The idiom was most notably used by Westlife,  an Irish boy band, in the song Seasons in the Sun. They use it as a farewell to the old, in an almost sorrowful way. 

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Here’s a dialogue that might help you understand the idiom “spring is in the air:” 

Mary: “I don’t think I did well on my exams.” 

Susan: “You’ll do better next time.” 

Mary: “I’m not too worried about it, and anyway, spring is in the air.” 

Notice how Mary uses the idiom to show a sense of optimism while telling the reader of the season. From reading this, we become aware that Mary, although it isn’t said, has an optimistic outlook as the season changes from winter to spring. 


Idiom about change: Turn over a New Leaf

Idiom: Turn over a new leaf- Meaning and example

Most languages have idioms about change. And, there are many different sayings that express getting a new outlook or starting again. 

One of my favorite idioms of change is an ancient Chinese saying: “Mountains crumble to the sea over time, yet people remain the same.” However, we are here to discuss the idiom “Turn over a new leaf.” 

Oddly, this idiom has nothing to do with leaves. It’s about becoming a new person, a better person. Someone who “turns over a new leaf” changes the direction of their life. 

Using the idiom turn over a new leaf

How can I use the idiom – turn over a new leaf?

Kevin Turns Over a New Leaf

Idiom - Turn over a leaf
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Kevin was a troublemaker. He never went to class. He never listened to his parents. He would even laugh at the lessons his elders tried to teach him, saying “You don’t know anything old man,” as the family spoke to him of ancient books and traditions. But one day Kevin came to me and said, “I’m tired of causing mischief. I will study and make good marks in school.” To which I said, “You are young and have time to turn over a new leaf.” 

Kevin will begin to do the right thing. He will turn over a new leaf by making good grades in school and listening to his parents.


Idioms: Definition, meaning, and examples.

Definition of an Idiom

Idioms are a group of words that signifies/ has a meaning together as a set phrase or is usually symbolic to an expression. It does not have a direct meaning of words individually used.

For example, the idiom, “See red” does not mean a person sees anything that is red in color, it is just symbolic to signify anger. This signifies that the person is very angry.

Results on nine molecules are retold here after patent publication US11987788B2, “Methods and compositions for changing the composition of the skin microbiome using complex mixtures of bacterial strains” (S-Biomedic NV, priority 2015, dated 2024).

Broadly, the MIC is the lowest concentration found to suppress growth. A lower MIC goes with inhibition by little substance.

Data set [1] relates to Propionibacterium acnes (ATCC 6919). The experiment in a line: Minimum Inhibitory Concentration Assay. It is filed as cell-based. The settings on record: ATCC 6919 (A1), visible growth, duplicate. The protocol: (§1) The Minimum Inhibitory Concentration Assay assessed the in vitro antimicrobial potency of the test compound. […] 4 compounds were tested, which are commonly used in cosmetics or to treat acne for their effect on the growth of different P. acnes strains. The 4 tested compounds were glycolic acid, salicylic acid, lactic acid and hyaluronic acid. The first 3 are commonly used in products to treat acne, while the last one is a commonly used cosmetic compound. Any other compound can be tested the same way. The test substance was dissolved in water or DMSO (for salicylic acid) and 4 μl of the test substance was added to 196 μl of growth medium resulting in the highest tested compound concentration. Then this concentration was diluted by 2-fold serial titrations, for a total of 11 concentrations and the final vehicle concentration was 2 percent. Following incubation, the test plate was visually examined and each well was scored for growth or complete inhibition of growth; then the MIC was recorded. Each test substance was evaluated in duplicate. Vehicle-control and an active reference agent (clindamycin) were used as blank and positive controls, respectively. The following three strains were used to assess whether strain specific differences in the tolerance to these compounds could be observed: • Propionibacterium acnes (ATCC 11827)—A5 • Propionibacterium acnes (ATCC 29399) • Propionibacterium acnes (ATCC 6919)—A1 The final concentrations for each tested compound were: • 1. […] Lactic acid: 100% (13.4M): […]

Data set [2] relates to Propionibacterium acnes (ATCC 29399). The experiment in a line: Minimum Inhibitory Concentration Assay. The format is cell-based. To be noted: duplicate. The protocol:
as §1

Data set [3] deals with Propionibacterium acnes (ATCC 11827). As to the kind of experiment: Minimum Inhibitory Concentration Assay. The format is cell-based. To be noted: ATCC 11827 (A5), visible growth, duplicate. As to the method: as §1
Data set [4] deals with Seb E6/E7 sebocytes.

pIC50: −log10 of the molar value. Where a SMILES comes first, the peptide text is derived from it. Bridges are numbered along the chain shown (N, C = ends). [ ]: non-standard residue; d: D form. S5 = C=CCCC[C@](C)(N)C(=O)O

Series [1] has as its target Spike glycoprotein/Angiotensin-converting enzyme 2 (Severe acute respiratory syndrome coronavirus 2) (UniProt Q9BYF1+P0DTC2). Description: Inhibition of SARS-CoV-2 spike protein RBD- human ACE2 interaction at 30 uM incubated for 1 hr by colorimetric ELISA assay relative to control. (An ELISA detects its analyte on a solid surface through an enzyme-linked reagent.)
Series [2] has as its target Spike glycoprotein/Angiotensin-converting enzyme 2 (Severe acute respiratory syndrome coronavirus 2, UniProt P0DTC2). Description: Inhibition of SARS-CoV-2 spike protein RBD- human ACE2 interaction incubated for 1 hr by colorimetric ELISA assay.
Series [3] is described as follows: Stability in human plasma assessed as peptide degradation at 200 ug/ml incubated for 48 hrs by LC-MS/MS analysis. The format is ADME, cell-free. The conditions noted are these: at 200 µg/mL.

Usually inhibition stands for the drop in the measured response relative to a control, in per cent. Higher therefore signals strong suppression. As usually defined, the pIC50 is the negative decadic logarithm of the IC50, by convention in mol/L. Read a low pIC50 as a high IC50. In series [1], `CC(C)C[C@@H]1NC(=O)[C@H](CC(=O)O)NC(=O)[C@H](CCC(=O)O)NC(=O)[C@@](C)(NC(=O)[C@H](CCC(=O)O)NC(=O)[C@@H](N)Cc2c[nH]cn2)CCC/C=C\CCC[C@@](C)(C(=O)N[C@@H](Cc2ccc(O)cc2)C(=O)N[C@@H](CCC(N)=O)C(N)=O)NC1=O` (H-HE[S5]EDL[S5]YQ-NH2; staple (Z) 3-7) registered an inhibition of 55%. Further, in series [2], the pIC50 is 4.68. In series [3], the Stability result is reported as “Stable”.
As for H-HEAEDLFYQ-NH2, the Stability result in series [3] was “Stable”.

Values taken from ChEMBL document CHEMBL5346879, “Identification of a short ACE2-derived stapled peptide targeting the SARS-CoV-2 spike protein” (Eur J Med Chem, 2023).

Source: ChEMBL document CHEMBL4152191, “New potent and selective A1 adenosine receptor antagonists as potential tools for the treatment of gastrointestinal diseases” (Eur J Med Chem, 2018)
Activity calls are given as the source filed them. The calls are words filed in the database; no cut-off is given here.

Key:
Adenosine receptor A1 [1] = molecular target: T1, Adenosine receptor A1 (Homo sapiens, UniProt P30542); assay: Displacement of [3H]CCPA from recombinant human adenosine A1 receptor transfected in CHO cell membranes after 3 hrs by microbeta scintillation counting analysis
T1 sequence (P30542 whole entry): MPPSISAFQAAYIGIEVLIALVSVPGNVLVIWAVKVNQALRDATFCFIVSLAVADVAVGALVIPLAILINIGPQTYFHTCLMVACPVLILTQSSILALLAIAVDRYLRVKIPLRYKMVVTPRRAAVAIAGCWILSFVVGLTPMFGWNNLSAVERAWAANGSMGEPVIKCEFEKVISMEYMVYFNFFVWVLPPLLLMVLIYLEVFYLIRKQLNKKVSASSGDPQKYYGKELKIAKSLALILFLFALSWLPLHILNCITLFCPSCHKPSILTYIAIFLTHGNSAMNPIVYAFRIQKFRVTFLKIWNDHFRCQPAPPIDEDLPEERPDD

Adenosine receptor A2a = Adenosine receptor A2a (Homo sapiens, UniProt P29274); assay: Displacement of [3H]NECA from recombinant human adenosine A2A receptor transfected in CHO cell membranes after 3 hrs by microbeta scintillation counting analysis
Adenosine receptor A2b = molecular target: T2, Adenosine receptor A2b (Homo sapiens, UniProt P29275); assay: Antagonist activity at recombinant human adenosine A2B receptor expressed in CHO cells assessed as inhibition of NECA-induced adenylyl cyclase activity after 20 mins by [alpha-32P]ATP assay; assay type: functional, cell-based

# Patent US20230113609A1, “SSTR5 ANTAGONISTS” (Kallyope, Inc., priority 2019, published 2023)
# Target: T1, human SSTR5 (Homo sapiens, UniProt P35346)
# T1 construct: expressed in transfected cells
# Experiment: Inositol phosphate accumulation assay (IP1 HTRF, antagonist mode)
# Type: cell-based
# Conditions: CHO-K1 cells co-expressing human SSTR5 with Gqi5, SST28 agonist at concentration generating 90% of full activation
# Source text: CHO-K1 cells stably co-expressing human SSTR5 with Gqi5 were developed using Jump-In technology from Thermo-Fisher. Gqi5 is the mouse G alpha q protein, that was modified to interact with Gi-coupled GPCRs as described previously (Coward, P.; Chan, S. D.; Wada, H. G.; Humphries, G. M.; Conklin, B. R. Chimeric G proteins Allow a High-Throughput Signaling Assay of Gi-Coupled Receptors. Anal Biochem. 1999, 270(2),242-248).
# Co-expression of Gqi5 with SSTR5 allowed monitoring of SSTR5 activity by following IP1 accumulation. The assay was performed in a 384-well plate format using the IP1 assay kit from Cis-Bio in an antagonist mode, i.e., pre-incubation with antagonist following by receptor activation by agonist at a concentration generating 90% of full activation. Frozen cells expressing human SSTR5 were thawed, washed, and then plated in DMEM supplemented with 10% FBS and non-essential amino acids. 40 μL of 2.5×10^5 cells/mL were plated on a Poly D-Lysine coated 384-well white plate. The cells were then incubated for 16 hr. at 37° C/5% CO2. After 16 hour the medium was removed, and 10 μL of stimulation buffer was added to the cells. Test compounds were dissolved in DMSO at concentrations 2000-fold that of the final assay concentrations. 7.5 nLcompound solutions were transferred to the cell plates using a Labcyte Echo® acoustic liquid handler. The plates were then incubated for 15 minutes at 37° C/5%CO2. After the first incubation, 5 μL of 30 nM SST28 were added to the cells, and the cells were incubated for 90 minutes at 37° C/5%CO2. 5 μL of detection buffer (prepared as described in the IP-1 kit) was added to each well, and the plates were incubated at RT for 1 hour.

5 Popular Idioms with Examples

  1. Once in a blue moon: A rare occurrence. Example: My boss considers appraisals once in a blue moon.
  2. On cloud nine: To be ecstatic or joyful.  Example: I was on cloud nine with my promotion in hand.
  3. Hand in glove: To be closely associated with or in collaboration with someone for completing an action. Example: The team is working hand in glove with other departments to achieve company sales targets.
  4. Flesh and blood: Refers a relation or direct family members, to be directly related to another having the same DNA. Example: Shaina couldn’t punish her sons for their actions as they were her own flesh and blood
  5. Second hand: Not of original source, not new. Example: It is a wise idea to buy a renewed or a second-hand gadget if in a good condition.

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Definition and Meaning of the Idiom Red flag with examples.

Definition of the Idiom Red flag

Is a sign of warning. It is to draw attention to any issue that needs immediate attention. Anything that indicates a problem or a danger if not sorted immediately.

Examples of sentences using the idiom “Red Flag”

  • The gap in Jack’s employment history was a red flag to the employers.
  • We avoided traveling after the meteorologist issued a red flag for an expected cyclone
  • The talk about raising taxes in the USA was a red flag to many voters 
  • Limiting reservations of job opportunities for the top scorers was a red flag to those who did score well.

Red Flag (Idiom) Definition, meaning with Examples.

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Eigooo supports you with a 24/7 chat service with real teachers.

  • You can chat with the teacher one-on-one.
  • The teacher will make immediate corrections to your messages.
  • No need to make a reservation. You can start whenever you want.
  • The free trial is ready.

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Idioms with the word “Change”: Change of Heart

Meaning of the Idiom “Change of heart”

The idiom “change of heart” doesn’t literally mean that you can swap one organ with another. It means that you can change your mind, usually after long consideration. 

As you know, you can’t change your heart, you were born with it. But, the English idiom “change of heart” implies that you can. 

Mary Had a Change of Heart and Set Her Little Lamb Free

You may know the Nursery Rhyme, “Mary Had a Little Lamb”. Taking from that, I have an example of the idiom “change of heart” to share: 

Mary had a little lamb. Mary loved her little lamb. But, one day she had a change of heart and decided it was time to set the little lamb free. For she knew that to love something is to let it go. If it returns, it loves you.